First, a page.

21 June 2022
Votes: 28 in favor 60 against 17 abstentions
In the draft resolution, at the end of paragraph 5, insert the following sentences:
"However, ECRI also acknowledges that this definition "does not reflect a consensus within academic scholarship" and that some critics indicate that it "is not suitable as a legal text for various reasons" and "would regard all criticism of Israel as antisemitic and would stifle free speech". Many states and organizations that have adopted the IHRA definition use it only partially or with their own guidelines. The Jerusalem Declaration against Antisemitism, drafted in 2020 by 210 academics and now with 350 signatories provides a more complete definition of antisemitism. This definition is more precise than the definition of the IHRA: it corrects its ambiguities and integrates the fight against antisemitism into an intersectional framework while retaining its specialities. It also preserves the possibility of a public debate on the Israeli-Palestinian issue.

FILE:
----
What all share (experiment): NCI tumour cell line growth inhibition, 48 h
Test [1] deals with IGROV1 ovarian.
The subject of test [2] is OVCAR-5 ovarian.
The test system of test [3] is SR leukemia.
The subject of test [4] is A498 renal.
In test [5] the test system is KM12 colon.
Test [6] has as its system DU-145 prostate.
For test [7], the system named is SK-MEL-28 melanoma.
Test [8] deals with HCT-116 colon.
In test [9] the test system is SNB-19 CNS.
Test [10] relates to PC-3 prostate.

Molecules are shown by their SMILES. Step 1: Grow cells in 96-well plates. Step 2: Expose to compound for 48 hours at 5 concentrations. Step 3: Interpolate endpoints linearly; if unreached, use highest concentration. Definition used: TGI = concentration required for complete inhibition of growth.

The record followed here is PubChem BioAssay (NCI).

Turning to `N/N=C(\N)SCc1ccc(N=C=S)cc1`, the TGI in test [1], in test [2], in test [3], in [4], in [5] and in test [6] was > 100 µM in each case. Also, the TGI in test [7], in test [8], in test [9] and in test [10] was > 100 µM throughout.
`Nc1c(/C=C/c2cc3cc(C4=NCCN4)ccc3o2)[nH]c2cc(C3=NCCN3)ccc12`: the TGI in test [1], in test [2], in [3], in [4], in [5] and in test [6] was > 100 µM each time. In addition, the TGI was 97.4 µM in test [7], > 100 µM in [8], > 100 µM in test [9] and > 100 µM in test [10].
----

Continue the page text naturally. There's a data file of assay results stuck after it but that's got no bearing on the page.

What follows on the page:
These modifications advise using the JDA rather than the IHRA definition